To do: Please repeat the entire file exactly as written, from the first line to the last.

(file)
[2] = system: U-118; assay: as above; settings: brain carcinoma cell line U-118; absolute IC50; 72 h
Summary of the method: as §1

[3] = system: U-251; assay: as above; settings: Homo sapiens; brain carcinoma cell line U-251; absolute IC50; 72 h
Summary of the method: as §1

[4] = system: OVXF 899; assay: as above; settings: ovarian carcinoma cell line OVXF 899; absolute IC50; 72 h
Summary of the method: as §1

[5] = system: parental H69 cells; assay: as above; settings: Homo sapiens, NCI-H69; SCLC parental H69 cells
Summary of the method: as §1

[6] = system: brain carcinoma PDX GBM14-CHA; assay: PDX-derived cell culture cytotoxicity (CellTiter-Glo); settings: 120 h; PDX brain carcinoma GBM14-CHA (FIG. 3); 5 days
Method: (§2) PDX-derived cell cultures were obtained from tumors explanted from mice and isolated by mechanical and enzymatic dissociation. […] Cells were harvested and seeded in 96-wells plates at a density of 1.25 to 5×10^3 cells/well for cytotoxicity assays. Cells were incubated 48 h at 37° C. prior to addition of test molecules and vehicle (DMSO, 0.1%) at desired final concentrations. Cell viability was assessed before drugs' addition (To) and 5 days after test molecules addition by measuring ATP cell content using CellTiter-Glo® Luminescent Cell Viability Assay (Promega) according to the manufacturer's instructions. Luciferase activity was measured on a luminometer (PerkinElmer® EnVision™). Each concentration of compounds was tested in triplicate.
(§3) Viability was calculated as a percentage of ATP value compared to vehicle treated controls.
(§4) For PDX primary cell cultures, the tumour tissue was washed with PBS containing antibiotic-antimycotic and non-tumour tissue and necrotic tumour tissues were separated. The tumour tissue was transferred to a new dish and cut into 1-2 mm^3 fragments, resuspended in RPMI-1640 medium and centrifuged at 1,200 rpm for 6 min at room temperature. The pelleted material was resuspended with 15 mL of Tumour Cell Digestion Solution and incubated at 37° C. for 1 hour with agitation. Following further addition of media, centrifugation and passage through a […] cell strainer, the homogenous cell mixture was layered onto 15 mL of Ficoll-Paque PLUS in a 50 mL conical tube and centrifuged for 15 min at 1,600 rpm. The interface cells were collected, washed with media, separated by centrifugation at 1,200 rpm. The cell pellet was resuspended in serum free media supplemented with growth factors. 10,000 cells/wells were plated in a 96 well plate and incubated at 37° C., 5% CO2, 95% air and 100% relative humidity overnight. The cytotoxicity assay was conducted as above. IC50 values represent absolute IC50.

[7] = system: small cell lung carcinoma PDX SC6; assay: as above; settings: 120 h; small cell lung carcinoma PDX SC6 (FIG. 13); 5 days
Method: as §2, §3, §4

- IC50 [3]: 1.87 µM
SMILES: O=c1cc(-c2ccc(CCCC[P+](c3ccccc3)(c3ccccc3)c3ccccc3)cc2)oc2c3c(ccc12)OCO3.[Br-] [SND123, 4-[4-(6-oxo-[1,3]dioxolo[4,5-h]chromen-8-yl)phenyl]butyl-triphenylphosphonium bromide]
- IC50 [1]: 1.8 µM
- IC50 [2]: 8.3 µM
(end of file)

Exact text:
[2] = system: U-118; assay: as above; settings: brain carcinoma cell line U-118; absolute IC50; 72 h
Summary of the method: as §1

[3] = system: U-251; assay: as above; settings: Homo sapiens; brain carcinoma cell line U-251; absolute IC50; 72 h
Summary of the method: as §1

[4] = system: OVXF 899; assay: as above; settings: ovarian carcinoma cell line OVXF 899; absolute IC50; 72 h
Summary of the method: as §1

[5] = system: parental H69 cells; assay: as above; settings: Homo sapiens, NCI-H69; SCLC parental H69 cells
Summary of the method: as §1

[6] = system: brain carcinoma PDX GBM14-CHA; assay: PDX-derived cell culture cytotoxicity (CellTiter-Glo); settings: 120 h; PDX brain carcinoma GBM14-CHA (FIG. 3); 5 days
Method: (§2) PDX-derived cell cultures were obtained from tumors explanted from mice and isolated by mechanical and enzymatic dissociation. […] Cells were harvested and seeded in 96-wells plates at a density of 1.25 to 5×10^3 cells/well for cytotoxicity assays. Cells were incubated 48 h at 37° C. prior to addition of test molecules and vehicle (DMSO, 0.1%) at desired final concentrations. Cell viability was assessed before drugs' addition (To) and 5 days after test molecules addition by measuring ATP cell content using CellTiter-Glo® Luminescent Cell Viability Assay (Promega) according to the manufacturer's instructions. Luciferase activity was measured on a luminometer (PerkinElmer® EnVision™). Each concentration of compounds was tested in triplicate.
(§3) Viability was calculated as a percentage of ATP value compared to vehicle treated controls.
(§4) For PDX primary cell cultures, the tumour tissue was washed with PBS containing antibiotic-antimycotic and non-tumour tissue and necrotic tumour tissues were separated. The tumour tissue was transferred to a new dish and cut into 1-2 mm^3 fragments, resuspended in RPMI-1640 medium and centrifuged at 1,200 rpm for 6 min at room temperature. The pelleted material was resuspended with 15 mL of Tumour Cell Digestion Solution and incubated at 37° C. for 1 hour with agitation. Following further addition of media, centrifugation and passage through a […] cell strainer, the homogenous cell mixture was layered onto 15 mL of Ficoll-Paque PLUS in a 50 mL conical tube and centrifuged for 15 min at 1,600 rpm. The interface cells were collected, washed with media, separated by centrifugation at 1,200 rpm. The cell pellet was resuspended in serum free media supplemented with growth factors. 10,000 cells/wells were plated in a 96 well plate and incubated at 37° C., 5% CO2, 95% air and 100% relative humidity overnight. The cytotoxicity assay was conducted as above. IC50 values represent absolute IC50.

[7] = system: small cell lung carcinoma PDX SC6; assay: as above; settings: 120 h; small cell lung carcinoma PDX SC6 (FIG. 13); 5 days
Method: as §2, §3, §4

- IC50 [3]: 1.87 µM
SMILES: O=c1cc(-c2ccc(CCCC[P+](c3ccccc3)(c3ccccc3)c3ccccc3)cc2)oc2c3c(ccc12)OCO3.[Br-] [SND123, 4-[4-(6-oxo-[1,3]dioxolo[4,5-h]chromen-8-yl)phenyl]butyl-triphenylphosphonium bromide]
- IC50 [1]: 1.8 µM
- IC50 [2]: 8.3 µM